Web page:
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Hertzsprung, Ejnar (1873–1967)





Ejnar Hertzsprung
Danish astronomer best known for his discovery that the variations in the widths of stellar lines, discovered by Antonia Maury, reveal that some stars (giants) are of much lower density than others (main sequence stars) and for publishing the first color-magnitude diagrams (see Hertzsprung-Russell diagram). He was the first to calibrate the period-luminosity relation for Cepheid variables, a relation he used to estimate the distance to the Small Magellanic Cloud. He also determined proper motions, colors, and magnitudes of many stars in the Pleiades, and measured large numbers of photographic positions of binary stars.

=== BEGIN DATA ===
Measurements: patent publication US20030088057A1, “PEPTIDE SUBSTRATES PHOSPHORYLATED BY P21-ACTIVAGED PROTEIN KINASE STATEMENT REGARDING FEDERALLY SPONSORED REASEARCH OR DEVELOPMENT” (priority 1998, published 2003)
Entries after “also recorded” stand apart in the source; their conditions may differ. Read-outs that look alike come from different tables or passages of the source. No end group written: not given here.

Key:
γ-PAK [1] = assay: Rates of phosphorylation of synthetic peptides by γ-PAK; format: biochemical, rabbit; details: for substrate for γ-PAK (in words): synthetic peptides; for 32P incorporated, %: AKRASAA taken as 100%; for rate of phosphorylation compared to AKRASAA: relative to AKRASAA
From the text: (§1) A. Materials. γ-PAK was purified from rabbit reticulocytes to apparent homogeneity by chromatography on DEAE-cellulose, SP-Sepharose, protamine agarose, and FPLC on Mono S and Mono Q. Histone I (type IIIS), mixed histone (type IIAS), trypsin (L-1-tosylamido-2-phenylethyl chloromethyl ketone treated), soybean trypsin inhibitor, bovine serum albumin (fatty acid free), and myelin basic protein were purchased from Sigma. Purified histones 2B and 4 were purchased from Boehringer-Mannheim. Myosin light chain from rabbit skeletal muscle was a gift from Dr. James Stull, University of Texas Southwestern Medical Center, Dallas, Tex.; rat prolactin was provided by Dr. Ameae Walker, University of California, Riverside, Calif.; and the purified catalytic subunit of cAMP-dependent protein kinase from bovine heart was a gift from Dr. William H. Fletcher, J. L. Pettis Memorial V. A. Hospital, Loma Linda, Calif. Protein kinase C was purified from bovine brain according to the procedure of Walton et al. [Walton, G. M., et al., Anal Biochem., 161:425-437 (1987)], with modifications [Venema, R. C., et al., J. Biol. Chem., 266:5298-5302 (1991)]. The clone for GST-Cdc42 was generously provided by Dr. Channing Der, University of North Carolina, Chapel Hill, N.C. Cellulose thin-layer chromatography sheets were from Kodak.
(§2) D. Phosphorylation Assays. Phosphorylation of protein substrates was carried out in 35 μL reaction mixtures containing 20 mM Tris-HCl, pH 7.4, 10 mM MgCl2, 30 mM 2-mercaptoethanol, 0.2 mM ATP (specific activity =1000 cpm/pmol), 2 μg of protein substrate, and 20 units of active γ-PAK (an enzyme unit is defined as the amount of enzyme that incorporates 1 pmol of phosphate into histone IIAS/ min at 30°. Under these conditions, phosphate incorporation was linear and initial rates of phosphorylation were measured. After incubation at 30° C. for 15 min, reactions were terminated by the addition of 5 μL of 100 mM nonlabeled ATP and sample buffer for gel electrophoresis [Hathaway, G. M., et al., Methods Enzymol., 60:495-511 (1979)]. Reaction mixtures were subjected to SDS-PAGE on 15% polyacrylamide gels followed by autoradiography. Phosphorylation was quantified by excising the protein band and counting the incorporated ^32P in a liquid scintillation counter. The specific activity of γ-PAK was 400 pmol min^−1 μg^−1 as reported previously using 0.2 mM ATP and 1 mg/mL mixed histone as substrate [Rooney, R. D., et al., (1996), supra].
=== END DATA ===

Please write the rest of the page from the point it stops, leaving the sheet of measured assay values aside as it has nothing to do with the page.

Hertzsprung studied chemical engineering in Copenhagen, worked as a chemist in St. Petersburg, and studied photochemistry in Leipzig before returning to Denmark in 1901 to become an independent astronomer. In 1909 he was invited to Göttingen to work with Karl Schwarzschild, whom he accompanied to the Potsdam Astrophysical Observatory later that year. From 1919 to 1944 he worked at the Leiden Observatory in the Netherlands, the last nine years as director. He then retired to Denmark but continued measuring plates into his nineties.

Adapted in part from the biographical entry at The Bruce Medalists website


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